Why Do People Give Apples to Teachers?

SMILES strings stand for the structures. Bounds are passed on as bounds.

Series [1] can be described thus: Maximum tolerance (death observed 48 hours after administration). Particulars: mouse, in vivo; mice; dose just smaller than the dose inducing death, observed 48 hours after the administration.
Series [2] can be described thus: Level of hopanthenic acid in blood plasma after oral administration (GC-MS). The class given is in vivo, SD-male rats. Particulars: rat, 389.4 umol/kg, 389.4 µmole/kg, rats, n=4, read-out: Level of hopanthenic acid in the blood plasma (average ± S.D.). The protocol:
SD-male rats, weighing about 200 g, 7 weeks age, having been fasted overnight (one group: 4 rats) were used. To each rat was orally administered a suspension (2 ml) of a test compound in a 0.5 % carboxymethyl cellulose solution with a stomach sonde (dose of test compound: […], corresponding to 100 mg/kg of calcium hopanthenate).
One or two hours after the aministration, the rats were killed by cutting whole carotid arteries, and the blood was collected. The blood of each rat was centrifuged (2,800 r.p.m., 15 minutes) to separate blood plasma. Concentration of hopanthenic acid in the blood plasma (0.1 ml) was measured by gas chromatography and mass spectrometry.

Ask most teachers what they need to feel appreciated and apples likely won’t be very high on the list. Despite this, the association between educators and the fruit persists in back-to-school commercials and classroom decorations. So, where did the idea of gifting an apple to a teacher come from, and did they ever truly invite this gesture? It turns out that the all-American tradition may actually have originated in Scandinavia. Teachers in Denmark and Sweden in the 16th century were paid even worse than they are today. Because many teachers were single women, the families of the students were responsible for keeping them housed and fed. That meant a basket of produce like apples was more than just a token of appreciation — in some cases, it was payment. This practice continued in America, where the apple was a valuable commodity and a popular bartering item. Teaching wages eventually became high enough to live on, and bushels of apples were replaced with single apples the teachers could display on their desks. Though the idea persists in pop culture, teachers rarely receive apples from their students on the first day of school in modern times.